In his nominating address at the Democratic National Convention last night, Former President Bill Clinton defended President Obama’s economic record by relating it to a broader Democratic approach to economic growth and job creation. He described the Democratic economic philosophy this way:
We Democrats — we think the country works better with a strong middle class, with real opportunities for poor folks to work their way into it, with a relentless focus on the future, with business and government actually working together to promote growth and broadly share prosperity. You see, we believe that “we’re all in this together” is a far better philosophy than “you’re on your own.” It is.
….It turns out that advancing equal opportunity and economic empowerment is both morally right and good economics. Why? Because poverty, discrimination and ignorance restrict growth. When you stifle human potential, when you don’t invest in new ideas, it doesn’t just cut off the people who are affected; it hurts us all. We know that investments in education and infrastructure and scientific and technological research increase growth. They increase good jobs, and they create new wealth for all the rest of us.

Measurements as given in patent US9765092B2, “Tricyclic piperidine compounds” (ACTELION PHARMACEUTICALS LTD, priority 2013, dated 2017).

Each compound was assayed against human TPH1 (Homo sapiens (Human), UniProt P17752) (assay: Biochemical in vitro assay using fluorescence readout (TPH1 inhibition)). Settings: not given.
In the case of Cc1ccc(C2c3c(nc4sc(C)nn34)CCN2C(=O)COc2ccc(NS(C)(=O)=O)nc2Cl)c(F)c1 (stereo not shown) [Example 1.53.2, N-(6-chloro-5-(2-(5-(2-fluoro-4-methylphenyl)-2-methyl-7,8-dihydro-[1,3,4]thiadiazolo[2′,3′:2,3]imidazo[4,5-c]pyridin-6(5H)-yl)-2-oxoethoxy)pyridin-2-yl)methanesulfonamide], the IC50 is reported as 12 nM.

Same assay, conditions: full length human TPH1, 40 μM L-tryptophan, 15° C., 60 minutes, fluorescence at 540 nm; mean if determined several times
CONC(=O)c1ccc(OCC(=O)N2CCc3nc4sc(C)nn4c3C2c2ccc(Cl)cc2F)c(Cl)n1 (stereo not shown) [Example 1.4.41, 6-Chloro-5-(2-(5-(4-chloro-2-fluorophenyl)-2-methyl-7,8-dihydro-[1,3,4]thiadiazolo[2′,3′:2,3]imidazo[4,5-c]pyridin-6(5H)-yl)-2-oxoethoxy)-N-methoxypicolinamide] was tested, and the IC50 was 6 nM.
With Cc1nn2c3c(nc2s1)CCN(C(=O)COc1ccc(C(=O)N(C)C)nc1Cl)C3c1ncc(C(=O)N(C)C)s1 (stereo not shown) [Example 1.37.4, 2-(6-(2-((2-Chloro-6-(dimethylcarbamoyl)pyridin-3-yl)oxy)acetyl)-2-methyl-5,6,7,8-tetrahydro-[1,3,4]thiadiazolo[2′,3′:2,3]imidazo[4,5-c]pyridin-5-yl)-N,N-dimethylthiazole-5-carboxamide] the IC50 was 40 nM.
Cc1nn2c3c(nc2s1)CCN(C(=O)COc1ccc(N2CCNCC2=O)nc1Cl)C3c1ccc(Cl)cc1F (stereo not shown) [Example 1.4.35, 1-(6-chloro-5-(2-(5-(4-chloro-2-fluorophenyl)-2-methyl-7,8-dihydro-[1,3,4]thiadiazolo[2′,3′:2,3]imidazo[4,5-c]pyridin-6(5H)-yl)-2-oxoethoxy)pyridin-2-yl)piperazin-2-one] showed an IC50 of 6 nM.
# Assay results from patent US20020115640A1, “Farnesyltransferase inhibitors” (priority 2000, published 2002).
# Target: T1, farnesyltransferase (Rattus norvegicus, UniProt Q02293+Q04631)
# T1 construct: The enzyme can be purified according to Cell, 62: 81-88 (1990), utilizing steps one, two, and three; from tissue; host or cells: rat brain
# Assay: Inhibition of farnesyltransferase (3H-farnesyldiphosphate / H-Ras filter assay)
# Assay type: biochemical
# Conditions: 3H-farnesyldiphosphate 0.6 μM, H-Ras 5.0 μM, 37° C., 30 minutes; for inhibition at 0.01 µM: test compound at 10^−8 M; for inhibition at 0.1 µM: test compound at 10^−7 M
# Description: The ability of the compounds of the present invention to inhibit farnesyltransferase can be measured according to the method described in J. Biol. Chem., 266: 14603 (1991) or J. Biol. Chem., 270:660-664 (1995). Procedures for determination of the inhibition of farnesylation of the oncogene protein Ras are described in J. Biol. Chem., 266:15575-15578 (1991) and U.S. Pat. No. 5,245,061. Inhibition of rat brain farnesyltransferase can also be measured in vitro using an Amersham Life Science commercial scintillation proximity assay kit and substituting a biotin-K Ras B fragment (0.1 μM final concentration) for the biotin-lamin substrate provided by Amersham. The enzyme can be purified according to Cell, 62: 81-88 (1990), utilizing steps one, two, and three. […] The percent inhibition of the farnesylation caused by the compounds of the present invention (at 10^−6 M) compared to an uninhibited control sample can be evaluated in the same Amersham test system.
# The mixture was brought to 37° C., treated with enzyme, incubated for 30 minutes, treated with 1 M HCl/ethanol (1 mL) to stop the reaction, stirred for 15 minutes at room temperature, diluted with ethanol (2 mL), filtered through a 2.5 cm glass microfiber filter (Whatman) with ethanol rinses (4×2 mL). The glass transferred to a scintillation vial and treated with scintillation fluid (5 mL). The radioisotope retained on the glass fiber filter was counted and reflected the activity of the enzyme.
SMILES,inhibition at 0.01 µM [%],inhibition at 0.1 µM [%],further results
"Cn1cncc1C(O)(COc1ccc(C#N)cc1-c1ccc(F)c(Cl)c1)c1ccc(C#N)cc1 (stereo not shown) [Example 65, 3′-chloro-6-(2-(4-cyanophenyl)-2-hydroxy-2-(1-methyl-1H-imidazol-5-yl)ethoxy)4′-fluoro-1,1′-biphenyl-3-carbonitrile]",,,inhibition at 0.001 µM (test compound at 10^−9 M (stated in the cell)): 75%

I hope the key idea here–that “advancing equal opportunity and economic empowerment is both morally right and good economics”–receives the attention and discussion it deserves. It implies that certain kinds of assistance to people who are economically struggling is a good investment, not just a handout that undermines competition by rewarding failure and punishing success (taxing the rich to help the poor), as laissez-faire economics would have it. Here the choice between a new progressive vision and the prevailing conservative philosophy seems clear. However, as Clinton acknowledged, neither side in a debate is right all the time. When someone claims that a particular government program is an investment in economic growth, I think that fiscal conservatives may reasonably subject that claim to careful scrutiny.
Clinton used job-creation statistics since 1961 to defend the Democratic record. In the 24 years with Democratic presidents, 42 million private-sector jobs were created; in the 28 years with Republican presidents, only 24 million. Of course, one doesn’t have to hold the President solely responsible for the job market, but a lot of people like to do that, so they might as well have the numbers. Clinton defended the Obama record by pointing to the millions of jobs saved or created by the American Recovery and Reinvestment Act and the rescue of the automobile industry, and he pointed out that we would have had more if Congressional Republicans hadn’t blocked his American Jobs Act. Acknowledging that a lot of people haven’t felt the improvement yet, he summarized the Republican case for replacing the President this way: